Law School Case Brief
Wal-Mart Stores v. Resendez - 962 S.W.2d 539 (Tex. 1998)
In a false imprisonment case, if the alleged detention was performed with the authority of law, then no false imprisonment occurred. The shopkeeper's privilege, codified at Tex. Civ. Prac. & Rem. Code Ann. § 124.001, expressly grants an employee the authority of law to detain a customer to investigate the ownership of property in a reasonable manner and for a reasonable period of time if the employee has a reasonable belief that the customer has stolen or is attempting to steal store merchandise.
While browsing at Wal-Mart, Lucia Resendez began to eat from a bag of peanuts marked with a Wal-Mart price sticker. Raul Salinas, Wal-Mart’s security guard, followed Resendez into the parking lot where he accused her of theft. Resendez denied the claim saying that she bought the peanuts from another Wal-Mart store and that she could present the receipt. Eventually, Resendez followed Salinas back to the store and was arrested by the police after 10-15 minutes.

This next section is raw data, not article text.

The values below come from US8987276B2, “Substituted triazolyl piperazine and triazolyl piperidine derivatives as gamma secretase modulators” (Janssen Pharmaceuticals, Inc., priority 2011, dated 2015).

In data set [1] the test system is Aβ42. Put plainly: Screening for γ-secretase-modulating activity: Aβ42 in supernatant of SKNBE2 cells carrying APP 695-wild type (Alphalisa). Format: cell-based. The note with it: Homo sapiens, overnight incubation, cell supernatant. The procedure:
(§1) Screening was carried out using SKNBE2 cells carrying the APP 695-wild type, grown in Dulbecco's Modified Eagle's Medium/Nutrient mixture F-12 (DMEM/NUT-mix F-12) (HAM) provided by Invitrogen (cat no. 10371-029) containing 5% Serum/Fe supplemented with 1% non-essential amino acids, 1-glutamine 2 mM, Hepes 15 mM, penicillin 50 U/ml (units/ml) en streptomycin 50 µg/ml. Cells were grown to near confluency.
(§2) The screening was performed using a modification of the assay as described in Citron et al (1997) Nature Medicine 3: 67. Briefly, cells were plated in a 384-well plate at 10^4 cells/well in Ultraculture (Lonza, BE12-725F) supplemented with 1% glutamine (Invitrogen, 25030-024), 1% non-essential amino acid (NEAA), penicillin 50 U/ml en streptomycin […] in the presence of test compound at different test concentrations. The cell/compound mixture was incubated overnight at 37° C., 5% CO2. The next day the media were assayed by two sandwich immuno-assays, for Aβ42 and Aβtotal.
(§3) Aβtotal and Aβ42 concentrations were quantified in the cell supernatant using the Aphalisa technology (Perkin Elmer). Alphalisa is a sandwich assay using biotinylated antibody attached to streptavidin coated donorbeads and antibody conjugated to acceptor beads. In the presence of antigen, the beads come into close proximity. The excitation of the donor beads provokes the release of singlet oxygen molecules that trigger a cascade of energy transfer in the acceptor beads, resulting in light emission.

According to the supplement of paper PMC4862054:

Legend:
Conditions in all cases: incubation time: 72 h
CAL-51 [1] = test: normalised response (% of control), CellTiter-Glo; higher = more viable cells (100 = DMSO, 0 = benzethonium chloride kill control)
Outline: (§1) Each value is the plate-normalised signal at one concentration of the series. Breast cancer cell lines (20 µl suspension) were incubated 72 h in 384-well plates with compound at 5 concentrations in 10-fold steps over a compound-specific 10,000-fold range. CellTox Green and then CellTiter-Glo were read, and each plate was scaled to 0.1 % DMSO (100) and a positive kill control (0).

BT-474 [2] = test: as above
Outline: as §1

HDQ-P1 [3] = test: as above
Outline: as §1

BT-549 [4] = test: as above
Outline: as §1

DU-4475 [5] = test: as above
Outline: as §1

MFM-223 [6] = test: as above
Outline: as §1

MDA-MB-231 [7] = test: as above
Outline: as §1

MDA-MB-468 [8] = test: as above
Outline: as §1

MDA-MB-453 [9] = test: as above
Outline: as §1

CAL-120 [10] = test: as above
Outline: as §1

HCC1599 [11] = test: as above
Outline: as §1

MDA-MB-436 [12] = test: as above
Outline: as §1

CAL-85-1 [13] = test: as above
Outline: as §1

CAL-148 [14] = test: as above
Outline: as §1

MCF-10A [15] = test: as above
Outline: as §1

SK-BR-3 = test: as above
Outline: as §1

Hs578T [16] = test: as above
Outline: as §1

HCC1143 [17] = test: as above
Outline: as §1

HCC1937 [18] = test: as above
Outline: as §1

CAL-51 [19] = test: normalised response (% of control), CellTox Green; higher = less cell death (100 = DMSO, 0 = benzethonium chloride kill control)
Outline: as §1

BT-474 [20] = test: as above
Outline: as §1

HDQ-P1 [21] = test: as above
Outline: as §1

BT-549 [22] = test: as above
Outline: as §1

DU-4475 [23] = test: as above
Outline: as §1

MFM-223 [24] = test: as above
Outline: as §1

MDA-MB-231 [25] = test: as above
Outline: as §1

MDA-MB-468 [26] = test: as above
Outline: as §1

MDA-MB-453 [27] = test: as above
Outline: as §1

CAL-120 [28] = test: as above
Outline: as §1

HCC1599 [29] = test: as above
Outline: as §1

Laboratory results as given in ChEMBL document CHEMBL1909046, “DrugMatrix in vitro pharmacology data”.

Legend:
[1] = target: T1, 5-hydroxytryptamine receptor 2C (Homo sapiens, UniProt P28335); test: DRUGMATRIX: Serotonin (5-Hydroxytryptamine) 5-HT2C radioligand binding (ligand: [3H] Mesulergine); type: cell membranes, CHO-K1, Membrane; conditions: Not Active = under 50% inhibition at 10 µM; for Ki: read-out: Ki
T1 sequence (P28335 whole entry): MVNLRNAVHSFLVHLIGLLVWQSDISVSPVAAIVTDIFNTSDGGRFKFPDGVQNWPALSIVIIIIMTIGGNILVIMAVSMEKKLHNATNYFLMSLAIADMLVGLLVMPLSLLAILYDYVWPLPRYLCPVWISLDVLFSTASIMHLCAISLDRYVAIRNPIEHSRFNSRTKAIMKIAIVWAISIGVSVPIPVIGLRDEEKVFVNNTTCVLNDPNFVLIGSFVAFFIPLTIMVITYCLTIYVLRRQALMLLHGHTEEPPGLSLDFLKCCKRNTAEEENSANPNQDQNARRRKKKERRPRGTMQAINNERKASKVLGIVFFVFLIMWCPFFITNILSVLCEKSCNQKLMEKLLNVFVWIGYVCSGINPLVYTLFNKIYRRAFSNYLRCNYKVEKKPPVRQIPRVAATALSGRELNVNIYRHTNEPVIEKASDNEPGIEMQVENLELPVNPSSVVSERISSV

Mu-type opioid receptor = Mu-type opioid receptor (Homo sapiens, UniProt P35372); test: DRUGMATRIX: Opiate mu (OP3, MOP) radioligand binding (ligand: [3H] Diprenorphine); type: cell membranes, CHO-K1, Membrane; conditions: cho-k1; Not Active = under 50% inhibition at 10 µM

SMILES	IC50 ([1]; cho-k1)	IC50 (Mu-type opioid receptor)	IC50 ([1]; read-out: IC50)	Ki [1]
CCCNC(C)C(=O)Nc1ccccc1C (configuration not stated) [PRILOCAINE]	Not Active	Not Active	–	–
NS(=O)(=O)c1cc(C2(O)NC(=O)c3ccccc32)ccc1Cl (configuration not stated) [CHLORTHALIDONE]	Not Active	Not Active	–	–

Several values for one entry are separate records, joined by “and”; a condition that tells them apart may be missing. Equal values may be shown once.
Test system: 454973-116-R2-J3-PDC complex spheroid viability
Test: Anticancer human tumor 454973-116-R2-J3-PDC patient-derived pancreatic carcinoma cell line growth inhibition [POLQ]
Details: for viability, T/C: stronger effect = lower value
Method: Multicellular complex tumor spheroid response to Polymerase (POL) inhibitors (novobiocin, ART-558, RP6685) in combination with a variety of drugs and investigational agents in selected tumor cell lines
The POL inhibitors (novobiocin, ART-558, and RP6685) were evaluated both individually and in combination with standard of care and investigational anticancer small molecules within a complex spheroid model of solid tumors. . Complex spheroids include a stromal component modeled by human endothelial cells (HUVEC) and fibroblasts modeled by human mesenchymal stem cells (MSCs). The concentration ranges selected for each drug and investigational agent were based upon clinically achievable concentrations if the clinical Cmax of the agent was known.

A jury convicted Resendez of misdemeanor theft. Later, the Court of Appeals overturned her conviction because of a defect in the charging instrument.
Resendez then sued Wal-Mart for malicious prosecution, false imprisonment, intentional infliction of emotional distress and negligence. The jury awarded Resendez $100,000 for the false imprisonment claim and $25,000 for the negligence claim. The Court of Appeals modified the judgment, eliminating the $25,000 recovery because it was a double recovery, and affirmed the judgment as modified. Wal-Mart sought further appellate review.
Was Wal-Mart guilty of false imprisonment when its employee detained Resendez before turning her over to the police?
The Court ruled that the time of Resendez’ detention at Wal-Mart was reasonable. Also, there was probable cause for Salinas to believe that Resendez committed theft.
The Court disagreed with the Court of Appeals’ ruling that internal policies of a private business define the permissible scope of a detention authorized by law. Also, the Court ruled that the shopkeeper’s privilege does not require Salinas to confirm or refute Resendez’ claims.
The Court reversed the decision of the Court of Appeals.
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